Daycare during Covid
– Apr 6, 2021(2 replies)
Hi parents, I’m aware that during the pandemic many daycare’s and preschools shortened their operating hours so that teachers can stay with the same pod throughout the day. Now that things are slowly reopening up and more and more are getting vaccinated, I’m curious if your schools have plans to return to pre-covid hours? Ours (in Oakland) don’t have plans to and I’m wondering if that’s just the new normal or if it’s unique to our school.Apr 6, 2021RE: Preschool / daycare hours ()
Ours isn’t going back to pre-covid hours. It’s super frustrating as a medical worker as my hours haven’t changed. Would love to follow this thread.RE: Preschool / daycare hours ()
Hi - This! We are in a similar boat. Our daycare hasn't indicated any plans to return to prior hours yet (in Berkeley). With the "full reopening of the CA economy" scheduled for June 15, I am hoping that the childcare regulating agencies will provide updated guidance on relieving the pod requirements and will allow "mixing". I have to assume this is coming if they are forecasting full returns to school as part of the "reopening of the CA economy". The limited hours are really taxing...
– Feb 9, 2021(3 replies)
Hi parents, i'm beginning the daycare / preschool search and am finding that a lot of places are operating at reduced hours and late morning start due to COVID, i.e. 8:30. How do working parents manage around these hours if you have a job that requires early start like 7am? Do you hire help in the mornings to bridge the gap? I would imagine it would be difficult to get a nanny to come for just 1-2 hours in the morning? Would love feedback on what other parents are doing. Would note that both my husband and I are on the same early work schedule so it's not possible to stagger our hours unfortunately.Feb 9, 2021
Most preschools and other in-person programs right now require you to only be in one childcare "pod" so you may not be able to hire outside childcare in addition to the preschool (our school doesn't allow it in order to keep the bubble contained). So it's worth checking with the places you are considering to make sure they would allow that if you need it. I think it is actually not necessarily hard to find someone for just a short time in the mornings, for example a student or someone with another 9-5ish job who wants a little more to supplement. I've heard of people hiring morning nannies even in non-COVID times because very few daycares or preschools start before 8.
I'm responding not because I "have it figured out" , but precisely because I don't, and I feel that that can be just as valid (and maybe helpful) input as any other... Our preschool doesn't open until 8:30 now, and I work from home. My first work zoom call is often at 8am. I'll get everything ready, feed him breakfast, and give him the iPad to get thru my meeting, and then when that's over (between 8:30 and 9) I put him in the car and race the 10 minutes to school (5 min for drop-off), and 10 minutes home. My work only sort of loosely knows this is happening. We're all just doing our best. Sometimes my mornings are extra-crazy because I'm trying to catch up from falling behind (that 30+ min I wasn't working), sometimes it's OK. Occasionally my Mother in Law can help and drive him to preschool - those mornings are nice. Good Luck!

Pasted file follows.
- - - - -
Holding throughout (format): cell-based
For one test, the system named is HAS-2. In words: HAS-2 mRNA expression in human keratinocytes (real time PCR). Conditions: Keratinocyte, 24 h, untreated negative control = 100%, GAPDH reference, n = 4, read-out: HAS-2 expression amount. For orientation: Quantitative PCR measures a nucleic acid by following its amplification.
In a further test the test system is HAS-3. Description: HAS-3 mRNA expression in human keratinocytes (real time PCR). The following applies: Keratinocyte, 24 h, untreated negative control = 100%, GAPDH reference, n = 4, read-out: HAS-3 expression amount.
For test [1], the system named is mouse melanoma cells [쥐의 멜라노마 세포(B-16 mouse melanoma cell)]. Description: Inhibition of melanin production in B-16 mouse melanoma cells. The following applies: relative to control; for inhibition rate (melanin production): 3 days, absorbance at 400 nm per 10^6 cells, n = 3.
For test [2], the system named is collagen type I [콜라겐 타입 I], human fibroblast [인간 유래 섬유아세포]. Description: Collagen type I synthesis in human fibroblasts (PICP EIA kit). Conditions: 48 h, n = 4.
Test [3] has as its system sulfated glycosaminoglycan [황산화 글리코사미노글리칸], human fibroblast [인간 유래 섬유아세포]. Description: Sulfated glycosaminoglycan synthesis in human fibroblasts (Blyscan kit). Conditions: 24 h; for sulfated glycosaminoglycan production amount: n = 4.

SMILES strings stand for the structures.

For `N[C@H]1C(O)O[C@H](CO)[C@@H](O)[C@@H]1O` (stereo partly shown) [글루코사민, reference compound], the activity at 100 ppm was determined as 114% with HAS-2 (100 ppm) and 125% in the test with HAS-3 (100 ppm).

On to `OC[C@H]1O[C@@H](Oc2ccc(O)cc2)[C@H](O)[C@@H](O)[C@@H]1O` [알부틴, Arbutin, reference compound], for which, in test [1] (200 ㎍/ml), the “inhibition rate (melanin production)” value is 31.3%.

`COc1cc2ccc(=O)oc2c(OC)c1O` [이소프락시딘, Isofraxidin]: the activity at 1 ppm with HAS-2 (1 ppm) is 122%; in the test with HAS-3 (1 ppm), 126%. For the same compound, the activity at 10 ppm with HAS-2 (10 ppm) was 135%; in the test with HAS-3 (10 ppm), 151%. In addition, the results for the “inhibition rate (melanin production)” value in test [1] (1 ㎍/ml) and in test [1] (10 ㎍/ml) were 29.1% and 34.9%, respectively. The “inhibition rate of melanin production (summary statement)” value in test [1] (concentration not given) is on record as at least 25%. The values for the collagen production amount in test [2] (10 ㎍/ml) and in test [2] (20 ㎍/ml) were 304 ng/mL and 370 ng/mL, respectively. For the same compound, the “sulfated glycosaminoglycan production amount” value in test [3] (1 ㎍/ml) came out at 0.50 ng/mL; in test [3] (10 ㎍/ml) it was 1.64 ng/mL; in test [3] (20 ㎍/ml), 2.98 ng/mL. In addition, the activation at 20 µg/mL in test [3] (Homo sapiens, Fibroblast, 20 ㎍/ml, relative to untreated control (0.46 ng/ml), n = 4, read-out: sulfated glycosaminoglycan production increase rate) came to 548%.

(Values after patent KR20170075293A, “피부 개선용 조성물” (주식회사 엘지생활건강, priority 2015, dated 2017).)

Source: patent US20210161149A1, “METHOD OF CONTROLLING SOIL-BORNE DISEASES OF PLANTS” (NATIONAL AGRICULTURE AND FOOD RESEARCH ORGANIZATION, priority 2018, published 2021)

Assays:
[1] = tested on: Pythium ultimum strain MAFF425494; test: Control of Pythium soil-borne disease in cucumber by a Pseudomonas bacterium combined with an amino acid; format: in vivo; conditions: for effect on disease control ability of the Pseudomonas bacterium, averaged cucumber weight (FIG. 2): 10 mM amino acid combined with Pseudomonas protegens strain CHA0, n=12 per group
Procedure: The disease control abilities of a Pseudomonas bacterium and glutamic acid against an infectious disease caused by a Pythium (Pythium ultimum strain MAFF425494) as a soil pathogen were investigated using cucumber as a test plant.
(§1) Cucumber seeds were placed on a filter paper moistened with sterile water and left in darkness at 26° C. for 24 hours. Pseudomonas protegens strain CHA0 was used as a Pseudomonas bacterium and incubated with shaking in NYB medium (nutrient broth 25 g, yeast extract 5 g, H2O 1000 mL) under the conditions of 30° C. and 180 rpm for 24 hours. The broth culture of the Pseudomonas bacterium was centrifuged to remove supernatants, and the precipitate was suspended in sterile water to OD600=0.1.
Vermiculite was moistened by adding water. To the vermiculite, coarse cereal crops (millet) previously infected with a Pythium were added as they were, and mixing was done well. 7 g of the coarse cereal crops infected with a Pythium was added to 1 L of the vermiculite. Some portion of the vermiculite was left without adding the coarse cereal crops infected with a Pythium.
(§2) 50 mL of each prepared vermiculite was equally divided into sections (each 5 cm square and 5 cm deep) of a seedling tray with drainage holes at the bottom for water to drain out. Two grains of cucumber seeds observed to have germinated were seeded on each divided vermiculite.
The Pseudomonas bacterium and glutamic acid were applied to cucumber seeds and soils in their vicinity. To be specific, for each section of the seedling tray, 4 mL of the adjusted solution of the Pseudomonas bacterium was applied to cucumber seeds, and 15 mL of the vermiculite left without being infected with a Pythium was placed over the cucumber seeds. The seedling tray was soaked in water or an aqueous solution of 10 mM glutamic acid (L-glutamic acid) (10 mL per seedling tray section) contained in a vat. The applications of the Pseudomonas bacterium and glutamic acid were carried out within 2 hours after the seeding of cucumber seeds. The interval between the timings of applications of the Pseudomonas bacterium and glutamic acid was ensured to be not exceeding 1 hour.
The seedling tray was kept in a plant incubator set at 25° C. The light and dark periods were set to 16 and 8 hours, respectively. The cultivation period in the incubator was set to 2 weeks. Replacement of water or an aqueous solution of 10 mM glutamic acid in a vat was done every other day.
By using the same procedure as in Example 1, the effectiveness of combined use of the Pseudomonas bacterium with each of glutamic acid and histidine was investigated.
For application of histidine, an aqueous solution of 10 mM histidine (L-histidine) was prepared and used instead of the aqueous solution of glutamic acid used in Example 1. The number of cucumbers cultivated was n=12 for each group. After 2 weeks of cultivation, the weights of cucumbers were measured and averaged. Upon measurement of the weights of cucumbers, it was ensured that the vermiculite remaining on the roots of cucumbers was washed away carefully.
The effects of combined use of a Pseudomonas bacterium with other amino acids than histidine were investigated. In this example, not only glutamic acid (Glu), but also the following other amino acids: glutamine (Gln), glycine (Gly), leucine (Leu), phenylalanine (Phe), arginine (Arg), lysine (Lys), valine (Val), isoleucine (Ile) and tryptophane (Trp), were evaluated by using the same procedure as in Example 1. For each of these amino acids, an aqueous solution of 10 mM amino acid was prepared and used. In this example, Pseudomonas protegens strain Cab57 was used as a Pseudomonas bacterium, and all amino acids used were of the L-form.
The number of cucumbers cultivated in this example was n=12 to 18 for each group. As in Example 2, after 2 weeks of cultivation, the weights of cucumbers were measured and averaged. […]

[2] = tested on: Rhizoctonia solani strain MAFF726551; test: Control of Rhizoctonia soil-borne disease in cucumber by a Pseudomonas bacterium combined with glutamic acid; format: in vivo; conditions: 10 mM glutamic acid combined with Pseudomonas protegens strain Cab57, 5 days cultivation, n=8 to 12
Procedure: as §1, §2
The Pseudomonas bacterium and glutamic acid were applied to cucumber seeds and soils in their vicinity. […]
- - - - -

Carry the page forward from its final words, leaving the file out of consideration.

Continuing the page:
We had to negotiate with our jobs that each parent can arrive at work early 2-3 days a week, and the other 2-3 days they will be in later (but can stay later as well!). We both work about 9-11 hours a day not include commute time, so even without covid we had to make this compromise with our work. We found that we were not the first people to have young children at our jobs, and they were able to accommodate us. Might you consider broaching the conversation with your supervisor or with HR? You are a caretaker, and they have a certain obligation to reasonably accommodate you.
– Jan 13, 2021(16 replies)
I'm a medical provider in Berkeley whose daughters attend preschool here. Since March and when school reopened sometime in June, our school has not required the children aged 2 to 5 years, to wear masks. The staff masks and they require parents to do so on pick up. As a PCP, and one who now specializes in COVID, I’m a little confused by this protocol. With that said, I understand that developmentally it’s difficult to understand partially verbal kids when they are masked. I’m wondering if you know of any other schools who are doing the same thing and if so, they have been Covid free. I’m also wondering if anyone has any tips to convince my school to require masks until at least, we have some local herd immunity. You’d think my medical expertise would be enough, but alas, it is up to the teachers. Thanks for your time.Jan 13, 2021